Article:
Ultralytics YOLOv5 Architecture
YOLOv5 (v6.0/6.1) is a powerful object detection algorithm developed by Ultralytics. This article dives deep into the YOLOv5 architecture, data augmentation strategies, training methodologies, and loss computation techniques. This comprehensive understanding will help improve your practical application of object detection in various fields, including surveillance, autonomous vehicles, and image recognition.
1. Model Structure
YOLOv5's architecture consists of three main parts:
 Backbone: This is the main body of the network. For YOLOv5, the backbone is designed using the
New CSPDarknet53
structure, a modification of the Darknet architecture used in previous versions.  Neck: This part connects the backbone and the head. In YOLOv5,
SPPF
andNew CSPPAN
structures are utilized.  Head: This part is responsible for generating the final output. YOLOv5 uses the
YOLOv3 Head
for this purpose.
The structure of the model is depicted in the image below. The model structure details can be found in yolov5l.yaml
.
YOLOv5 introduces some minor changes compared to its predecessors:
 The
Focus
structure, found in earlier versions, is replaced with a6x6 Conv2d
structure. This change boosts efficiency #4825.  The
SPP
structure is replaced withSPPF
. This alteration more than doubles the speed of processing.
To test the speed of SPP
and SPPF
, the following code can be used:
SPP vs SPPF speed profiling example (click to open)
import time
import torch
import torch.nn as nn
class SPP(nn.Module):
def __init__(self):
"""Initializes an SPP module with three different sizes of max pooling layers."""
super().__init__()
self.maxpool1 = nn.MaxPool2d(5, 1, padding=2)
self.maxpool2 = nn.MaxPool2d(9, 1, padding=4)
self.maxpool3 = nn.MaxPool2d(13, 1, padding=6)
def forward(self, x):
"""Applies three max pooling layers on input `x` and concatenates results along channel dimension."""
o1 = self.maxpool1(x)
o2 = self.maxpool2(x)
o3 = self.maxpool3(x)
return torch.cat([x, o1, o2, o3], dim=1)
class SPPF(nn.Module):
def __init__(self):
"""Initializes an SPPF module with a specific configuration of MaxPool2d layer."""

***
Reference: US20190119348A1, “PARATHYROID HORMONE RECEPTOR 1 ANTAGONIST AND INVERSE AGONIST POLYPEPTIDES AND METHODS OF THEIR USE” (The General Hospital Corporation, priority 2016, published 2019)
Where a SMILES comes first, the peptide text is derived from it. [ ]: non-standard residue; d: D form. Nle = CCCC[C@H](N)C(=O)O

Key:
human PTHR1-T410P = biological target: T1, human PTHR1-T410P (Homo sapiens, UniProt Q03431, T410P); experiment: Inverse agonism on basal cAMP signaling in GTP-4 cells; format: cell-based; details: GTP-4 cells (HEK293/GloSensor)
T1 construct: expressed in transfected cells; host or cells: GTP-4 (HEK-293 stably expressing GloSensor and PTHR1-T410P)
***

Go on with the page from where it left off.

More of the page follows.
super().__init__()
self.maxpool = nn.MaxPool2d(5, 1, padding=2)
def forward(self, x):
"""Applies sequential max pooling and concatenates results with input tensor; expects input tensor x of any shape."""
o1 = self.maxpool(x)
o2 = self.maxpool(o1)
o3 = self.maxpool(o2)
return torch.cat([x, o1, o2, o3], dim=1)
def main():
"""Compares outputs and performance of SPP and SPPF on a random tensor (8, 32, 16, 16)."""
input_tensor = torch.rand(8, 32, 16, 16)
spp = SPP()
sppf = SPPF()
output1 = spp(input_tensor)
output2 = sppf(input_tensor)
print(torch.equal(output1, output2))
t_start = time.time()
for _ in range(100):
spp(input_tensor)
print(f"SPP time: {time.time()  t_start}")
t_start = time.time()
for _ in range(100):
sppf(input_tensor)
print(f"SPPF time: {time.time()  t_start}")
if __name__ == "__main__":
main()
2. Data Augmentation Techniques
YOLOv5 employs various data augmentation techniques to improve the model's ability to generalize and reduce overfitting. These techniques include:
 Mosaic Augmentation: An image processing technique that combines four training images into one in ways that encourage object detection models to better handle various object scales and translations.
 CopyPaste Augmentation: An innovative data augmentation method that copies random patches from an image and pastes them onto another randomly chosen image, effectively generating a new training sample.
 Random Affine Transformations: This includes random rotation, scaling, translation, and shearing of the images.
 MixUp Augmentation: A method that creates composite images by taking a linear combination of two images and their associated labels.

Albumentations: A powerful library for image augmenting that supports a wide variety of augmentation techniques.

HSV Augmentation: Random changes to the Hue, Saturation, and Value of the images.
 Random Horizontal Flip: An augmentation method that randomly flips images horizontally.
3. Training Strategies
YOLOv5 applies several sophisticated training strategies to enhance the model's performance. They include:
 Multiscale Training: The input images are randomly rescaled within a range of 0.5 to 1.5 times their original size during the training process.